Corporate Social Responsibility or CSR is a corporation’s initiative to assess and take responsibility for the company’s effects on environmental and social wellbeing.
CSR is the continuing commitment by businesses to behave ethically and contribute to the economic development while improving the quality of life of the workforce and their families as well as that of the local community and society at large.
It’s not just celebrities that are waking up to the importance of looking after the world we live in. According to Credit Suisse, millennials (famous or otherwise) are the most sustainability-conscious generation and are willing to pay “more for products and services seen as sustainable or coming from socially and environmentally responsible companies”.
With such a growing interest surrounding brands that take their corporate social responsibility very seriously, it’s time to take a closer look at how they’re promoting these brand values in their marketing messages. From eye-catching website popups to summits to social media campaigns, here’s how ten retailers are using their marketing for the greater good.
1. BREWED RESPONSIBLY: STARBUCKS COFFEE
Since Starbucks Coffee started in 1971, the company has focused on acting responsibly and ethically. One of Starbucks’ main focuses is the sustainable production of green coffee. With this in mind, it created C.A.F.E. Practices, a set of guidelines to achieve product quality, economic accountability, social responsibility and environmental leadership. The company supports products such as Ethos Water, which brings clean water to the more than 1 billion people who do not have access. To date, Ethos Water has committed to grants totaling more than $6.2 million.
2. A SHOE FOR ME IS A SHOE FOR YOU: TOMS SHOES
Blake Mycoskie started Toms Shoes on the premise that for every pair of shoes sold, one pair would be donated to a child in need. This innovative idea resulted from a trip to Argentina where Mycoskie saw an overwhelming number of children without shoes. Toms Shoes recognized that consumers want to feel good about what they buy, and thus directly tied the purchase with the donation. In just four years, Toms Shoes has donated more than 400,000 shoes, evidence that consumers have clearly embraced the cause.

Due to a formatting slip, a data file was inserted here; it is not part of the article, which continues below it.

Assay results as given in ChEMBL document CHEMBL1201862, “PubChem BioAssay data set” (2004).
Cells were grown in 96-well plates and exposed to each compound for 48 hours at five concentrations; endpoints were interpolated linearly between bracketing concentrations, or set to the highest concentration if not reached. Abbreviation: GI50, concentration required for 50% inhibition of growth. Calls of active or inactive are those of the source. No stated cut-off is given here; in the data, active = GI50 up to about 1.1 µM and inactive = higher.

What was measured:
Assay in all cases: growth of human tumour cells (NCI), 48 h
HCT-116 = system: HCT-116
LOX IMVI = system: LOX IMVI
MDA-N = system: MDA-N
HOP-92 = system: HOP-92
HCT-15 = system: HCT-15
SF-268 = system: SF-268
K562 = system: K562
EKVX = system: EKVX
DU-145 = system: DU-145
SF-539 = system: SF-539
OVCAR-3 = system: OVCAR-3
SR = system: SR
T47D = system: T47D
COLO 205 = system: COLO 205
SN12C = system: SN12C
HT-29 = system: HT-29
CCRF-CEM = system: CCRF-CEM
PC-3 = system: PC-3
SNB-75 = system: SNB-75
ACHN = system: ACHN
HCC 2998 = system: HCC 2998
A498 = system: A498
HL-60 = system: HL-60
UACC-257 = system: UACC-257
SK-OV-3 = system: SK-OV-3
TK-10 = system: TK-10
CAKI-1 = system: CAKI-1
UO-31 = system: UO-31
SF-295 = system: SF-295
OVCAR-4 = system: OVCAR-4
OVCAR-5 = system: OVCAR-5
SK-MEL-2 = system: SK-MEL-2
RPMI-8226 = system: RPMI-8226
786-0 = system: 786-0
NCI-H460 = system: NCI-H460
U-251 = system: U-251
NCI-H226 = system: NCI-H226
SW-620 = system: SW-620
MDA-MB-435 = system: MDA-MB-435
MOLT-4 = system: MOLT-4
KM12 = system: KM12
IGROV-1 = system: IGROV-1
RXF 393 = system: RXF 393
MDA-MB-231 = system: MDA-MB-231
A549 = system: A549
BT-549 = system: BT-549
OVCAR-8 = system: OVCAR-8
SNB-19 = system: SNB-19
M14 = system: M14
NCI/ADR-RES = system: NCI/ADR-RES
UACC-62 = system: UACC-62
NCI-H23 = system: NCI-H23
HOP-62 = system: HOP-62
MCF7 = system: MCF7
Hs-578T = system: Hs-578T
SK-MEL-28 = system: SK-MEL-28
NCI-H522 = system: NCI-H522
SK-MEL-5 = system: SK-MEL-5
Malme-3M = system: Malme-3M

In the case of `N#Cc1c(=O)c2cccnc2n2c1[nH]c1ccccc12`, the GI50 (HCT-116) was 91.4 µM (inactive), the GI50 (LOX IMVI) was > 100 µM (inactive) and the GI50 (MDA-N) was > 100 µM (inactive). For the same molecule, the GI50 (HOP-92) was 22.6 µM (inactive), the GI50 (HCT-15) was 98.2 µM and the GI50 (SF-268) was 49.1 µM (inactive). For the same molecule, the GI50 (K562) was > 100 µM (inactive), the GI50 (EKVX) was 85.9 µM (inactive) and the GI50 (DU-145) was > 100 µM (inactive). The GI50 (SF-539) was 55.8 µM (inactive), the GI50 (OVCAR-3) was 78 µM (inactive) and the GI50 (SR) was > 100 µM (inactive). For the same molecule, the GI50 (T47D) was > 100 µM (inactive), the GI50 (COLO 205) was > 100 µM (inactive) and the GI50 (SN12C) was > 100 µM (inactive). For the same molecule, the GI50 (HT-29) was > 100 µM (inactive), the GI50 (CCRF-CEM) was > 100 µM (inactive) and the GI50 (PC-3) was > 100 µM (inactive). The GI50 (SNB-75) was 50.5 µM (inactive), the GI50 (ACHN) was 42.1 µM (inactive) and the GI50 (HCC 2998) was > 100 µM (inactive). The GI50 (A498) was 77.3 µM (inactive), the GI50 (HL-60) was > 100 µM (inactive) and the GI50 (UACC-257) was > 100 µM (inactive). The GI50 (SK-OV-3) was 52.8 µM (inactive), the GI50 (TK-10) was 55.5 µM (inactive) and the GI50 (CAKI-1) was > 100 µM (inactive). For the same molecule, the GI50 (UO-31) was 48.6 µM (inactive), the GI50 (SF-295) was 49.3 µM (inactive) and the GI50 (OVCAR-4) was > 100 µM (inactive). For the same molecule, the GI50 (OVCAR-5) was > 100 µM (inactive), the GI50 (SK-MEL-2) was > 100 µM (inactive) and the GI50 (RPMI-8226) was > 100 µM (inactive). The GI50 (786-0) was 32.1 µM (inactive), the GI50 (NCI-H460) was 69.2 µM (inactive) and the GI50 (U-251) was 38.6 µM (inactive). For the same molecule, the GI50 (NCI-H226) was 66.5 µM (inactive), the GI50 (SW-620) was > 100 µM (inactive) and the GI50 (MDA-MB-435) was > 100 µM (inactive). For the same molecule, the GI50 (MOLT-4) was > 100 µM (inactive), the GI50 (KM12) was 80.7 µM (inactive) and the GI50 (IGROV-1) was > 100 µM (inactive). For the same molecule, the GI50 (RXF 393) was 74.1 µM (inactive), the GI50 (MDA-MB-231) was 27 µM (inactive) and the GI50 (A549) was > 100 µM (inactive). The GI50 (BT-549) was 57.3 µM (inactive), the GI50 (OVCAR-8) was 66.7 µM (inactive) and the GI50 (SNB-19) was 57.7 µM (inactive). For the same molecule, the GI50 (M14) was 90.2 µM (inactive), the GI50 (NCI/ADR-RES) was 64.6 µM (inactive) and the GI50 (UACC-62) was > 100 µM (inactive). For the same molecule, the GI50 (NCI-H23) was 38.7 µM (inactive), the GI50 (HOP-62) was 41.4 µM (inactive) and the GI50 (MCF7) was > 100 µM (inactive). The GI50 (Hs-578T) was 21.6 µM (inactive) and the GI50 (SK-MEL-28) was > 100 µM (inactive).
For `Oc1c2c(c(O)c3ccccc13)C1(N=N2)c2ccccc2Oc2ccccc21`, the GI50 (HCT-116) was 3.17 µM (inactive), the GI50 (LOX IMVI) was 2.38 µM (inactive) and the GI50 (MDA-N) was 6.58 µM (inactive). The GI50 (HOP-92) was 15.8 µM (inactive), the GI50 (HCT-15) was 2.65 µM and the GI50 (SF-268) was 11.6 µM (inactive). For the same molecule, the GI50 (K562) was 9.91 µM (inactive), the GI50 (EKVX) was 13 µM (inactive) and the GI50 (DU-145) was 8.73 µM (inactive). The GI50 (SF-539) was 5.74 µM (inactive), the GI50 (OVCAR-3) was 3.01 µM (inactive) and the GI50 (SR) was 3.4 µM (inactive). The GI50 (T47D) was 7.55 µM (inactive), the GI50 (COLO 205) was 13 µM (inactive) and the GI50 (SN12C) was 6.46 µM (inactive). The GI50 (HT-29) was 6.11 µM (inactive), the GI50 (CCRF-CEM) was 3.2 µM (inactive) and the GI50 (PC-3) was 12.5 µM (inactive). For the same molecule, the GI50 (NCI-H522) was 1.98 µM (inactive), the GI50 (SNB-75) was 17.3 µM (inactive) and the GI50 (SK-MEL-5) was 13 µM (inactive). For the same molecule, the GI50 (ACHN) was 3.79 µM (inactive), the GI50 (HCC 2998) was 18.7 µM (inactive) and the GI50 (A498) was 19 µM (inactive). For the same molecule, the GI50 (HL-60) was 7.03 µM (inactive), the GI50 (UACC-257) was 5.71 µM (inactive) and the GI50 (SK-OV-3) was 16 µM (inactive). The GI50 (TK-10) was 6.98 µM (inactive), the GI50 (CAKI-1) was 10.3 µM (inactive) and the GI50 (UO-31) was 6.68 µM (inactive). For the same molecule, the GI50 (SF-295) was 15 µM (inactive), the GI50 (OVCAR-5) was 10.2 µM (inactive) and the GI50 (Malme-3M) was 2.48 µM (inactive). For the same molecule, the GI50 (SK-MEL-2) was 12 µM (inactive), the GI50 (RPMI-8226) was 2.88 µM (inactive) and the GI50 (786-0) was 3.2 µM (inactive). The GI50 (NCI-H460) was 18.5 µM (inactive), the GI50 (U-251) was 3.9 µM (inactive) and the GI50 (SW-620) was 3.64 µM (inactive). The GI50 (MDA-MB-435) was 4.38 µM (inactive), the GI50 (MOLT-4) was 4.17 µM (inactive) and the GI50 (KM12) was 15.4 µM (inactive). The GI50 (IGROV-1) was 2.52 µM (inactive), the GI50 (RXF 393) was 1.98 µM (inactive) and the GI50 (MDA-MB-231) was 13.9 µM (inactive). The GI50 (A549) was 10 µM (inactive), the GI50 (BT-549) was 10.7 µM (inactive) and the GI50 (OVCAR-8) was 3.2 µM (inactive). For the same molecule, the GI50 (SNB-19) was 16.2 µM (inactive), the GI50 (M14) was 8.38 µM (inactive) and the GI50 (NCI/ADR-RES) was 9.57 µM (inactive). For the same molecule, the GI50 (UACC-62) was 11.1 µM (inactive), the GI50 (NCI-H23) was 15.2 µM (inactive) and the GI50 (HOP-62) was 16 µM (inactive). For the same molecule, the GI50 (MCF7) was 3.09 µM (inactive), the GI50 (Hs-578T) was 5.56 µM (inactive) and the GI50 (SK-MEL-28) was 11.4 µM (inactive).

3. PURE LIFE: PURA VIDA BRACELETS
Another brand using email marketing as a way to spread awareness about a good cause is Pura Vida; Spanish for “pure life”. The brand has a fascinating story which you can read about in detail here, but to summarise it all started when two Californian graduates befriended two local jewellery makers on a trip to Costa Rica. The jewellery makers were struggling to make ends meet, so, to try and help out, the two grads requested 400 bracelets to take home with them, so that they could try and sell them from local shops in San Diego. Lo and behold, the bracelets sold out in weeks and a retail business was born. Today, every Pura Vida Bracelet is carefully handcrafted by artisans in Costa Rica, ensuring the two locals and hundreds of their friends now hold full-time jobs.
4. ENVIRONMENTAL ACTIVISM: PATAGONIA
Founded way back in the 70s, outdoor clothing brand Patagonia has always been ahead of the curve with its environmental activism. The brand’s ecommerce site has a whole section dedicated to “environmental and social responsibility”, delving into its ethos, activism and impact with impressive finesse. But Patagonia doesn’t just talk to its visitors about what it, as a brand, is doing for the environment, it also takes to social media to retweet news and feature articles relating to issues (e.g. global warming) as a whole. Two years ago, Patagonia made industry headlines when it announced it was donating 100 per cent of its Black Friday 2016 sales to organisations that benefit the environment. This enabled the sustainable brand to get in front of more readers (and potential customers) and raise awareness for issues such as climate change.